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Wine ordinance fails to pass by Santa Barbara County Board of Supervisors

Another drawn out battle in the Santa Barbara County Board of Supervisors meeting Tuesday, as they continued a second hearing on a potential new ordinance for wine producers that would have regulated the creation of wine tasting rooms and even limited the amount of people who were allowed to attend events at vineyards throughout the county.

Out of the 60 people who stepped up to the podium, only five spoke out in favor of the ordinance – arguing the influx of visitors to local vineyards would cause negative effects to the neighborhoods nearby and that these lands that are designated for agricultural use, should be treated more like a residential area now that homes have been built there.

“We have one of the highest accident rates on Ballard Canyon Road and by of course adding more wine tasting traffic and wine tasting room on Ballard Canyon Road would really be quite dramatic,” says Angela Slater who lives near a vineyard.

The local wine producers argue however, that having events and wine tasting rooms are imperative to help them introduce their products to local customers.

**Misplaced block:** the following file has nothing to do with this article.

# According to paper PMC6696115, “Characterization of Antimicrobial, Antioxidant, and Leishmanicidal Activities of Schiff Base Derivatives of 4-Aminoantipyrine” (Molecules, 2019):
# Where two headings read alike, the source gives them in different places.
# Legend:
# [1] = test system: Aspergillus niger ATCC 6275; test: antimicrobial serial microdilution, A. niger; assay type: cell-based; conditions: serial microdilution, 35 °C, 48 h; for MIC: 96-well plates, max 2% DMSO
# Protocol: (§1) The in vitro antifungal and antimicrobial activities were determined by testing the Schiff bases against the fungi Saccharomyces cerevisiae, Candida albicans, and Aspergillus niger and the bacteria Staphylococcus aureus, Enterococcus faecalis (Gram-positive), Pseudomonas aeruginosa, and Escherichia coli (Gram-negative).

“If farming is going to be sustainable, we’ve got to be able to have the ability to sell directly to the general public. We also understand there are neighborhood concerns and we’re looking forward to bridging those challenges,” explains Morgen McLaughlin, Executive Director of the Santa Barbara County Vinters Association.

While the board ultimately decided to take no action on the ordinance, Supervisor Peter Adam, a fifth generation farmer himself, hopes that these discussions will eventually lead to the county broadening what exactly agriculture is defined as.

“[The definition] would give people in agriculture a better way to stay alive because it’s a very competitive business – it’s a business that can be profitable if managed properly and not over burdened by regulations I think we suffer too many of,” Adam tells us.

The only way that this ordinance could come back is if one of the Board of Supervisors decided to put it back on the agenda, but Supervisor Adam tells us it’s very unlikely that will happen in the immediate future.

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